Fair exhibitors never even think about such things; they are eager to tell about their Holstein calf (or chicken, pig, goat, dress, woodwork or cake project), especially when they know the question is serious. What 12- or 18-year-old doesn't like to give answers to 20-, 40-, 60- or 80-year-old adults? That's part of the reason they work so hard to exhibit at the fair in the first place.
A Korean couple and their year-and-a-half old youngster looked a bit lost in the dairy barn but said they were really enjoying their tour. David (an economics doctorate student),Yena Nam and son Ian had looked on the Internet for something interesting to do on Saturday. They found the Stoughton Fair website, came to the fair — their first such experience — and they were loving it!
A little blonde girl wanted to milk the cow just a little longer, but her mother was in a hurry, so off she went only to immediately being replaced by a boy cow milker.
No, it wasn't an actual cow; it was a full-size fiber glass model that didn't kick or move but could be milked.
Friend Jerry Wendt, longtime agriculture instructor at Stoughton, explained that the cow was making her first appearance at the fair and was a indeed a big attraction.
"The twelve ag instructors in Dane county bought the $8,000 cow with the money our FFA chapters earned from serving ice cream in the GEA stand at World Dairy Expo," Wendt said.
"We are aiming at educating nonfarmers about farming with the cow as an attraction and a video explaining modern dairying," he added. "We hope other organizations will want to rent her for their own programs." (Contact Jerry at 608-345-9203 or Jerry.firstname.lastname@example.org for info.)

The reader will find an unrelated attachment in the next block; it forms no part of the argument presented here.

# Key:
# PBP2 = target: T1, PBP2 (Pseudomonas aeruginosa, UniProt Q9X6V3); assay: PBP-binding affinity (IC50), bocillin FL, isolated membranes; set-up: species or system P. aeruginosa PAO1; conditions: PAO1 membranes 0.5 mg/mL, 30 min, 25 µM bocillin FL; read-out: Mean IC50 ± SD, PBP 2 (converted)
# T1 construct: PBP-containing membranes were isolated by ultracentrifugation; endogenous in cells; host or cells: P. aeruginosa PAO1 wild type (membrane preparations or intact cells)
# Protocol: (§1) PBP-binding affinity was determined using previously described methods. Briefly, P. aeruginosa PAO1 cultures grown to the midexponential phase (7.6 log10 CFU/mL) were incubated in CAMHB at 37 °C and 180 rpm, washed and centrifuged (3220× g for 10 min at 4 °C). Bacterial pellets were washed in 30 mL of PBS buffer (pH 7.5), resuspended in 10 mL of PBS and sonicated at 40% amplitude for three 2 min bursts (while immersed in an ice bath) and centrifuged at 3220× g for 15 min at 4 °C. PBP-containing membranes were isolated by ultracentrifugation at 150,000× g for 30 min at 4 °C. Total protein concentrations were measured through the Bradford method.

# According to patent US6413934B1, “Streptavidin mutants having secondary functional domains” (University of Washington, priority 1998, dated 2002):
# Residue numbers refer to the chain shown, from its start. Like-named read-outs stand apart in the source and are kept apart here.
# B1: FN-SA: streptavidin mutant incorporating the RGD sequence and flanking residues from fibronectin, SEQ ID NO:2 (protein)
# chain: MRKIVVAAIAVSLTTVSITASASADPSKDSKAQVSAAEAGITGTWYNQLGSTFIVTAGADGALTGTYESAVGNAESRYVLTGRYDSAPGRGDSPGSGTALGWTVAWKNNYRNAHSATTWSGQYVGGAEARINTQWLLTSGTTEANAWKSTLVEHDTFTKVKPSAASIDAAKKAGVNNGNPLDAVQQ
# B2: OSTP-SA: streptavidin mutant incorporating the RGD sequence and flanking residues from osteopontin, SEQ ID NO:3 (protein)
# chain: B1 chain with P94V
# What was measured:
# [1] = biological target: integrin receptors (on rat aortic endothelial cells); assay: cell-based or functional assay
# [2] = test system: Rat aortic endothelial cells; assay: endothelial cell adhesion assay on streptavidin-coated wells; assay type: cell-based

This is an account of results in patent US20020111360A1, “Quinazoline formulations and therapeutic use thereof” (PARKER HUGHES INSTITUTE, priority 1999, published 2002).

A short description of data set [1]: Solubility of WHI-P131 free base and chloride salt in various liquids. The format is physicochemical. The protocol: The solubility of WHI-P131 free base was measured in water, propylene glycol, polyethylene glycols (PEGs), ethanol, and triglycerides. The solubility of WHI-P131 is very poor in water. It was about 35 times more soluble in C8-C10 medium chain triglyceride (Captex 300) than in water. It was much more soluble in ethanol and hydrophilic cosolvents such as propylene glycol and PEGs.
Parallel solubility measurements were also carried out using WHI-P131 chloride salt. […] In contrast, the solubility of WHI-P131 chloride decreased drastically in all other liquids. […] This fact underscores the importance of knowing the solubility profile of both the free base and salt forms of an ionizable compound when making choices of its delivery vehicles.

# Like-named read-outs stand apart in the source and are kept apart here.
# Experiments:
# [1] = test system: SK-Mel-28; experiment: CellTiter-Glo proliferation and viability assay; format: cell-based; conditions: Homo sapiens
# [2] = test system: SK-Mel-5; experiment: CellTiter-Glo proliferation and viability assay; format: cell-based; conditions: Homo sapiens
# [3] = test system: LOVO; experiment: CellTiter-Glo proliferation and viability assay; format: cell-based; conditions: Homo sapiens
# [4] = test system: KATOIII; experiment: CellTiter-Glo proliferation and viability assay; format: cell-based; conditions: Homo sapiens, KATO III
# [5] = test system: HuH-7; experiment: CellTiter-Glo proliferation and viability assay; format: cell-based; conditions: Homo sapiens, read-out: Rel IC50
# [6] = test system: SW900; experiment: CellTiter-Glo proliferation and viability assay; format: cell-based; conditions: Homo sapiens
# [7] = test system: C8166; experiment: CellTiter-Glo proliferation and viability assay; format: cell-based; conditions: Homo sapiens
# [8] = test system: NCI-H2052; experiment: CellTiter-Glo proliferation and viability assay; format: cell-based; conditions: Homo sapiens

Jerry also showed me another project the Stoughton FFA Alumni, city of Stoughton and Cummins Filtration jointly developed, that the FFA chapter is ready to put into use — a solar drying kiln that will dry lumber from city trees (ash and others) to be used by ag classes and possibly retired senior citizens to make useful wooden items.
For the first time, the Stoughton Fair hosted a market animal livestock auction that proved to be a hit among sellers and buyers.
"We had thought about this for some years, " said fair board director Rob White. "The discovery of PEDv in the state and the state veterinarian's recommendation that all pig shows be terminal gave us the reason to hold a meat animal auction.
"All the animals were bought locally, at two to three times market price, and none went to Equity. It was a huge success!"
Unlike the 2012 Stoughton Fair when temperatures were in the high 90s, the weather was perfect for this year's event and fair goers enjoyed the exhibits, tractor pulls, deep-fried oreos, cream puffs and people. Interestingly, this fair, unlike those listed on the Wisconsin Association of Fairs website — through a sort of quirk in recordkeeping years ago — does not receive state aid.
Fairs are a part of growing up — a place where memories are made and can be relived forever. You are never too old to enjoy big time Nashville entertainment or pie auctions; demo derbies or harness races; or super farmer Olympics or comedy hypnotists.
As a young business woman at the Stoughton Fair summed it up: "I get away from computers, leave my cell phone at home, eat cotton candy, look eye-to-eye with the chickens and rabbits, enjoy cheese curds and talk with farmers ... that's what life is really about."